Richard B. Borie

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This paper describes a predicate calculus in which graph problems can be expressed. Any problem possessing such an expression can be solved in linear time on any recursively constructed graph, once its decomposition tree is known. Moreover, the linear-time algorithm can be generatedautomatically from the expression, because all our theorems are proved(More)
We study pursuit-evasion problems where a number of pursuers have to clear a given graph. We study when polynomial-time algorithms exist to determine howmany pursuers are needed to clear a given graph and how a given number of pursuers should move on the graph to clear it with either a minimum sum of their travel distances or minimum task-completion time.(More)
Recent work in the design of efficient algorithms for optimization problems on treedecomposable graphs concentrates on developing general approaches which lead to families of related algorithms, rather than on developing isolatedad hoc algorithms. This paper develops new general approaches to obtain two new families of related polynomial-time algorithms for(More)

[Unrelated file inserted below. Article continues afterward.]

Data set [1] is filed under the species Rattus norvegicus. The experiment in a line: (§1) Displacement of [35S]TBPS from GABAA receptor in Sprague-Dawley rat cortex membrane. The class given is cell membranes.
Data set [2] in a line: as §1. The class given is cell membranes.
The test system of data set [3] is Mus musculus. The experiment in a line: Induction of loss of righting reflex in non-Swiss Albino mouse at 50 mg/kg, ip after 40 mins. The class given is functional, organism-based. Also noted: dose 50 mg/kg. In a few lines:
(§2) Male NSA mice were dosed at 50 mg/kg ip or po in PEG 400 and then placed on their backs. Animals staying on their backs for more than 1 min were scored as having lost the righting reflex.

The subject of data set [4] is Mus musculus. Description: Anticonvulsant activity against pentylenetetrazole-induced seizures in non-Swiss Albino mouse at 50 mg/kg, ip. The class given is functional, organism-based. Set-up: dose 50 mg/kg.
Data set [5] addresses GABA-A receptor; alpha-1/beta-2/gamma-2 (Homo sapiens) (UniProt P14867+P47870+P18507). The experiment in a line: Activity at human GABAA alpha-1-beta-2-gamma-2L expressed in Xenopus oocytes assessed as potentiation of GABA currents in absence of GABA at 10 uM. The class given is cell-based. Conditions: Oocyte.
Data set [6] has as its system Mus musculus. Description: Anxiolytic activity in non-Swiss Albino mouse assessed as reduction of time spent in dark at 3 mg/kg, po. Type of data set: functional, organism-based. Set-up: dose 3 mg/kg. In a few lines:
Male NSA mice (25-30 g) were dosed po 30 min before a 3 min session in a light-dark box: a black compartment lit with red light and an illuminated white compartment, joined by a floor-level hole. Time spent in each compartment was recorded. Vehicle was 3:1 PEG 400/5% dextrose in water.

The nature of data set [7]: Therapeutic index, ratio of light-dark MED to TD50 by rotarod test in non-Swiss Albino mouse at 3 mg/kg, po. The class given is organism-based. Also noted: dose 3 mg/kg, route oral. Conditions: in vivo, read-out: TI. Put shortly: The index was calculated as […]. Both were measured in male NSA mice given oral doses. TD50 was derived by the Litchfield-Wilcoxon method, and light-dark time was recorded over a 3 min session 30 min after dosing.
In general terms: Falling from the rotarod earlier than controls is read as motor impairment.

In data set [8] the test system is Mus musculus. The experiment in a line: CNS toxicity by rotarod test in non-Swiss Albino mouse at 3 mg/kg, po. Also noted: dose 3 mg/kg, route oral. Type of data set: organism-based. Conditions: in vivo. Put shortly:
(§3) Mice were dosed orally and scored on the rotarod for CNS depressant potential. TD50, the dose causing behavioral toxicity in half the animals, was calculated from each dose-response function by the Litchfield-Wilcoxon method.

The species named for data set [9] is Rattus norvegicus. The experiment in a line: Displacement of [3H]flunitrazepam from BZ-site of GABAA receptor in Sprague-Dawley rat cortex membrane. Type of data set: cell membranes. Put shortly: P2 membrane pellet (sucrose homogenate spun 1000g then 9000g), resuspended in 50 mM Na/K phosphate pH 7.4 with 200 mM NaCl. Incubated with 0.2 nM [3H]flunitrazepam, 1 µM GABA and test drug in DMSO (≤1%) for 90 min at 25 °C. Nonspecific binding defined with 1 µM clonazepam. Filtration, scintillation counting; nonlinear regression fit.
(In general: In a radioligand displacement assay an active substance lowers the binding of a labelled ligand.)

The popular class of series-parallel graphs can be built recursively from single edges by combining smaller components via connections only at a fixed pair of vertices called terminals. This recursive construction property with a limited number ofterminals is essential to the linear time solution ofproblems on these graphs. A second useful property of these(More)
Fast algorithms can be created for many graph problems when instances are confined to classes of graphs that are recursively constructed. This article first describes some basic conceptual notions regarding the design of such fast algorithms, and then the coverage proceeds through several recursive graph classes. Specific classes include trees,(More)
We study the classical edge-searching pursuit-evasion problem where a number of pursuers have to clear a given graph of fast-moving evaders despite poor visibility, for example, where robots search a cave system to ensure that no terrorists are hiding in it. We study when polynomial-time algorithms exist to determine how many robots are needed to clear a(More)